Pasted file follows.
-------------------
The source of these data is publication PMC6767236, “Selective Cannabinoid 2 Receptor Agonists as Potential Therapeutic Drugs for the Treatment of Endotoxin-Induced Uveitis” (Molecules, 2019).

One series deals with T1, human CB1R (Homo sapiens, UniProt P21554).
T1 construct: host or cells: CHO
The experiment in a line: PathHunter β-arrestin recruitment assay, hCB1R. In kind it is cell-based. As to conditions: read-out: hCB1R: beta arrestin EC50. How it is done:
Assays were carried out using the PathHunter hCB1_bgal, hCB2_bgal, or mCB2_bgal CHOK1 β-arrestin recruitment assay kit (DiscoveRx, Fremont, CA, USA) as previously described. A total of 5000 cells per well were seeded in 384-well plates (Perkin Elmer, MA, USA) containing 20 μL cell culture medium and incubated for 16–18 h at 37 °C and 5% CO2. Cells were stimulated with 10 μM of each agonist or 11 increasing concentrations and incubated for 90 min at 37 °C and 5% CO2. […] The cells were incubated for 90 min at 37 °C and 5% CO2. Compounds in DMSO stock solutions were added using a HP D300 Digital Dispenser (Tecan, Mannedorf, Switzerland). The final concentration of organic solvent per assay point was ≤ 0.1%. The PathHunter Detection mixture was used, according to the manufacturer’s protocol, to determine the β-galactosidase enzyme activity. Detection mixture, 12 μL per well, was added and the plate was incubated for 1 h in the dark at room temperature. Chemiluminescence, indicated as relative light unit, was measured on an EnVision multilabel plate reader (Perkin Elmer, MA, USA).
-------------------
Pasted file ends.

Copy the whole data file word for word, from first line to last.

The source of these data is publication PMC6767236, “Selective Cannabinoid 2 Receptor Agonists as Potential Therapeutic Drugs for the Treatment of Endotoxin-Induced Uveitis” (Molecules, 2019).

One series deals with T1, human CB1R (Homo sapiens, UniProt P21554).
T1 construct: host or cells: CHO
The experiment in a line: PathHunter β-arrestin recruitment assay, hCB1R. In kind it is cell-based. As to conditions: read-out: hCB1R: beta arrestin EC50. How it is done:
Assays were carried out using the PathHunter hCB1_bgal, hCB2_bgal, or mCB2_bgal CHOK1 β-arrestin recruitment assay kit (DiscoveRx, Fremont, CA, USA) as previously described. A total of 5000 cells per well were seeded in 384-well plates (Perkin Elmer, MA, USA) containing 20 μL cell culture medium and incubated for 16–18 h at 37 °C and 5% CO2. Cells were stimulated with 10 μM of each agonist or 11 increasing concentrations and incubated for 90 min at 37 °C and 5% CO2. […] The cells were incubated for 90 min at 37 °C and 5% CO2. Compounds in DMSO stock solutions were added using a HP D300 Digital Dispenser (Tecan, Mannedorf, Switzerland). The final concentration of organic solvent per assay point was ≤ 0.1%. The PathHunter Detection mixture was used, according to the manufacturer’s protocol, to determine the β-galactosidase enzyme activity. Detection mixture, 12 μL per well, was added and the plate was incubated for 1 h in the dark at room temperature. Chemiluminescence, indicated as relative light unit, was measured on an EnVision multilabel plate reader (Perkin Elmer, MA, USA).